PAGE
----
Hopping Their Way to Your Heart

Posted: September 29, 2015 - 15:06 , by ROM
a toad sits patiently in the hand of a naturalist who holds it out for a young person to explore

Guest Blog written by 2015 Environmental Visual Communication student Lian Jong

Lizards and snakes and frogs oh my!

These groups are a part of a broader scale of animals called amphibians and reptiles and the scientists who study them are called herpetologists. The Royal Ontario Museum is home to 51,000 catalogued herpetology specimens and over 20,000 catalogued tissues – that’s the largest tissue collection in the world! The collection contains specimens from around the world including South-East Asia, Australia, South America, the Caucasus and many from South West United States. But who collects, catalogues and cares for the specimens once they enter the ROM? One vital herpetology team member is Amy Lathrop, a herpetology technician. “I have loved frogs ever since I was a little kid,” says Amy. “As I was going through university, I had a professor who studied frogs and working with him I realized that I could get paid to keep doing what I love doing.”

Former ROM Assistant Curator of Herpetology, Ross MacColloch amongst the alcohol collections in the ROM

So what is the purpose of having a collection? Collections are essentially like libraries filled with information that can include measurements, tissue samples, photos, voice recordings, and even videos. This information can help researchers because it offers insight into a species’ natural history and evolutionary biology. “It’s really important to have collections because we go to places that are either sensitive because they’re almost destroyed habitats or because they’re almost impossible to get to” shares Amy. The collection is also essential because researchers around the world can use these specimens in their studies if their project is valid. Moreover, if a particular species becomes extinct then at least scientists will have these preserved specimens that they can still learn from. These findings can still play a significant role in helping to conserve and protect animals still in the wild.
shelves and shelves of jars of specimens housed in the ROM's alcohol collections
And collecting these specimens is a lot of hard work. Every researcher and scientist invests a multitude of hours trying to collect samples. “We have to go out and find every single specimen ourselves. There was search time involved for every single 51,000 specimen,” says Amy. That takes a lot of dedication. “You have to be very patient. When we go out to collect frog calls, you’re standing over them with a microphone and they tend to be quiet. So you have to sit there and wait, and then you inevitably have to go to the bathroom! It’s a patient art,” claims Amy.
Transporting gear for ROM fieldwork can be challenging in remote areas, sometimes involving elphants and almost always involving local help.

One of Amy’s favourite specimens in the collection is the Polypedates fae, the largest tree frog in Vietnam. “It’s about 8 inches long from the tip of its nose to its cloaca* and that doesn’t include its legs!” says Amy. “It has huge webs on its feet and you usually don’t see the frogs because they hide high way up in the trees. I was walking up a stream and heard one calling, when all of a sudden BAM! - it landed on a rock right in front of me!” she continues. “I found it and picked it up and it just kind of holds you back. It’s a beautiful frog.”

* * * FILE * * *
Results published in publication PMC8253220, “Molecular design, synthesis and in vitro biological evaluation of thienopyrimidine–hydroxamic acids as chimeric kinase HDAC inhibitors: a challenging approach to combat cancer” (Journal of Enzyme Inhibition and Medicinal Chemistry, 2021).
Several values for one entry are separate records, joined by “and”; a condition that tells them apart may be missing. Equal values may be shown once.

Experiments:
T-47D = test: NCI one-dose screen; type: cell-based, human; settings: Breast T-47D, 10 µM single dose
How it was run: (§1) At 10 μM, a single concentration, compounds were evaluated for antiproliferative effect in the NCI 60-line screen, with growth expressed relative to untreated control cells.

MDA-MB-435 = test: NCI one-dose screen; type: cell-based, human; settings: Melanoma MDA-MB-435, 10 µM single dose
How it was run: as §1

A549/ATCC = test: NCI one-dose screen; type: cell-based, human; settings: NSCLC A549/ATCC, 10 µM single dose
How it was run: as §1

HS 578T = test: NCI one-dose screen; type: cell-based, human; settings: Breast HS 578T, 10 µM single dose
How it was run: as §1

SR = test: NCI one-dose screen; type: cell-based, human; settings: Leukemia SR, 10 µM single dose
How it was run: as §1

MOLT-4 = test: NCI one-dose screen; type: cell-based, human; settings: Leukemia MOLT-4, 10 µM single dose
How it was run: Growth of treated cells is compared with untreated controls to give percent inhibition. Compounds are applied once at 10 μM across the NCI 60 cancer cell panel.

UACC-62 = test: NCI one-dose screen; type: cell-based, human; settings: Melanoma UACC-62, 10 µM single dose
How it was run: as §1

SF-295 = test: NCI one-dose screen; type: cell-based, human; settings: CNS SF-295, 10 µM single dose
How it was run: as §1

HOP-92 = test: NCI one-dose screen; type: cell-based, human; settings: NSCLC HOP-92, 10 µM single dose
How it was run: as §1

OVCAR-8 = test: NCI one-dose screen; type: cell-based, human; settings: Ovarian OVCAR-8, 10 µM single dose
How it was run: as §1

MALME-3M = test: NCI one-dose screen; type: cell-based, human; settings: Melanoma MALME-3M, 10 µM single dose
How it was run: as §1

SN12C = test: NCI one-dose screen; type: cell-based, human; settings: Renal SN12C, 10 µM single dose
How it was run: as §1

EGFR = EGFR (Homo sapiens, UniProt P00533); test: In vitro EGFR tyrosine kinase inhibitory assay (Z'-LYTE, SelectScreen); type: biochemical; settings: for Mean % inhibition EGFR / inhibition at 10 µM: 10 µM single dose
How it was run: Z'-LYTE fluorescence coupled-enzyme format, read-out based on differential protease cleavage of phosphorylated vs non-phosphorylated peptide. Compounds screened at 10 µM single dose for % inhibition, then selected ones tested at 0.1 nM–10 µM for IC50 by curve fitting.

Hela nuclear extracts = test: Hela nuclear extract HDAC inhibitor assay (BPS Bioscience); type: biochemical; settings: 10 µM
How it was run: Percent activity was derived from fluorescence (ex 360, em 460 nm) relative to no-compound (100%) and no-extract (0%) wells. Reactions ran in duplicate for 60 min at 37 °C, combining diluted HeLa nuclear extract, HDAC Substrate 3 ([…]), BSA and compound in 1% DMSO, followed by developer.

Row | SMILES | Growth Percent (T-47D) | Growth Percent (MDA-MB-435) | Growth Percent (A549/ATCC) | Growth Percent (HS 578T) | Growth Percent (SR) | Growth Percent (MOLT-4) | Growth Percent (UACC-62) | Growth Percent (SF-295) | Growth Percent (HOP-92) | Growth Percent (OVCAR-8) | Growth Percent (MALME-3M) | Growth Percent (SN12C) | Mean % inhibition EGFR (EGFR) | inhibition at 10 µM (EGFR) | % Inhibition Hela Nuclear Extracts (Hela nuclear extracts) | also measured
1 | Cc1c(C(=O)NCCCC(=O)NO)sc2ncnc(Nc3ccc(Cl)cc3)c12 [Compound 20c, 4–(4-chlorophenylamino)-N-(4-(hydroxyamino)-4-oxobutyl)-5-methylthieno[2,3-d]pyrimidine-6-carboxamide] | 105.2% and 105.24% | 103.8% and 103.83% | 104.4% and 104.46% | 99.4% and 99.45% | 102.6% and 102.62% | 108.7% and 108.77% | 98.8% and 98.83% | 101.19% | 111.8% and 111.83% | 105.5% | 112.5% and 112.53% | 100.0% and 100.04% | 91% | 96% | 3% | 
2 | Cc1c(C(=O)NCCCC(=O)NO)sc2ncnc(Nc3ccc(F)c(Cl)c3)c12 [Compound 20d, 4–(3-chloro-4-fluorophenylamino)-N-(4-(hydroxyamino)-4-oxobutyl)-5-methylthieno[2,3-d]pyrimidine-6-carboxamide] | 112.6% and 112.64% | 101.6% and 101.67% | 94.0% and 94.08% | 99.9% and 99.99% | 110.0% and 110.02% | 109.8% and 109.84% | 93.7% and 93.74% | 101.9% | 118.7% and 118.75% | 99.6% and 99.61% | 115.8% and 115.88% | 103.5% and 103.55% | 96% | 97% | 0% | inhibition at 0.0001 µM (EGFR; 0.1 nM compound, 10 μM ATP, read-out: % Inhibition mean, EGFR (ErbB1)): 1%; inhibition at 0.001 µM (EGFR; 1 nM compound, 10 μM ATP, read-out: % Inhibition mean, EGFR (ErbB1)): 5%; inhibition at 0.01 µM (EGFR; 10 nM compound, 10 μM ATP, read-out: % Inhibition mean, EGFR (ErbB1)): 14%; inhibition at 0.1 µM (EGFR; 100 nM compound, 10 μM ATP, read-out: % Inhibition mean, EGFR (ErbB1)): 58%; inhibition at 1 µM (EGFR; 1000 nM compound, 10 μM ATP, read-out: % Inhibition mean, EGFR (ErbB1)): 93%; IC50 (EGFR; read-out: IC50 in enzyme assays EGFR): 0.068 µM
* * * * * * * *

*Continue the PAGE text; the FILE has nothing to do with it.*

* Cloaca is the common opening that accommodates the digestive, urinary, and reproductive tracts of many vertebrates, including frogs.

A Polypedates feae - the largest tree frog in Vietnam

Why reptiles and amphibians? What makes them so special? “Reptiles and amphibians are important because they are in almost every ecosystem and represent mid-level predators and prey. Without them present, ecosystems start to go out of balance,” states Amy. Moreover, amphibians are usually very sensitive to environmental changes, which offer a warning sign that significant changes are occurring. They play a key role in keeping an ecosystem healthy and in helping us to understand the effects of our impacts on the environment. “Amphibians are entering a crisis and we’re just scratching the surface of where that’s coming from,” says Amy. “There’s a chytrid fungus that’s attacking a lot amphibians. There are samples of frogs from 100 years ago that have this fungus on them but they’re only succumbing to it now. We’re trying to learn why.”

A snake skeleton after it has been cleaned in the Bug Room

What advice does Amy have for any hatchling herpetologists? Get involved and immerse yourself in all things herpetology. “There are herpetology clubs, become knowledgeable, get a nice foundation in biology and look and see where technology is going,” says Amy. “If there’s anything you do right now that you love doing, find a way to get paid to do it. With herpetology you can work in a zoo, a museum, you can do surveys across Canada or internationally! Get on the Internet and find places that are calling for help. Keep pushing and keep looking for opportunities because there are a lot out there,” she suggests.

a melanistic garter snake slithers through a pair of gentle human hands

There’s more than meets the eye at the ROM. Each collection, each specimen has its own story to tell and contains precious information that that can play a vital role in research. From the largest frog in Vietnam to some highly venomous snakes, the herpetology collection is one to be marveled. “I love it. Everyday is different and this job is not just taking care of a collection,” shares Amy. “It’s exciting other people about herpetology. It’s exciting people about the museum and research. I think if I was only studying frogs I could have burned out. This job has brought me the opportunity to excite people and that in itself is exciting.”